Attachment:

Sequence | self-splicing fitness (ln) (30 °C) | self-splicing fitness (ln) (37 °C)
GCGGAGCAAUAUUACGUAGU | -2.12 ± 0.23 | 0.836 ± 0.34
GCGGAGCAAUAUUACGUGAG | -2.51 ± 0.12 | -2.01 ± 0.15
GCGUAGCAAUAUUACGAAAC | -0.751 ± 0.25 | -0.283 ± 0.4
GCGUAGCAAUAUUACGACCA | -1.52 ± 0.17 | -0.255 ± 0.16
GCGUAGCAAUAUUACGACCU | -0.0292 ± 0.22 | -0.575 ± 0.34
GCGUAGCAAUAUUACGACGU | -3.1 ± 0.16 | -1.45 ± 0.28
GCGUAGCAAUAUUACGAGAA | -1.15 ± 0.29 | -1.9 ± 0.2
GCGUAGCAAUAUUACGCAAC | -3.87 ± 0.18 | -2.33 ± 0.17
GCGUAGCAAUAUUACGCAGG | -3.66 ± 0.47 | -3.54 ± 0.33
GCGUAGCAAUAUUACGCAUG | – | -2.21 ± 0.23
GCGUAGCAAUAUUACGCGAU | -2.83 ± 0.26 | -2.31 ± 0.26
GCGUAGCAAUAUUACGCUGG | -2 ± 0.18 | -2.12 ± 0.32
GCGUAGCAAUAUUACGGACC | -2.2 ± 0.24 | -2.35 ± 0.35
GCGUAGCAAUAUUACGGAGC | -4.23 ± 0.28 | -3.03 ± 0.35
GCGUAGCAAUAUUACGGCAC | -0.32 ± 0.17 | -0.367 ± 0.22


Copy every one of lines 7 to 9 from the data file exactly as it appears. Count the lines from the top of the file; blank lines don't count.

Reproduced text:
GCGUAGCAAUAUUACGACGU | -3.1 ± 0.16 | -1.45 ± 0.28
GCGUAGCAAUAUUACGAGAA | -1.15 ± 0.29 | -1.9 ± 0.2
GCGUAGCAAUAUUACGCAAC | -3.87 ± 0.18 | -2.33 ± 0.17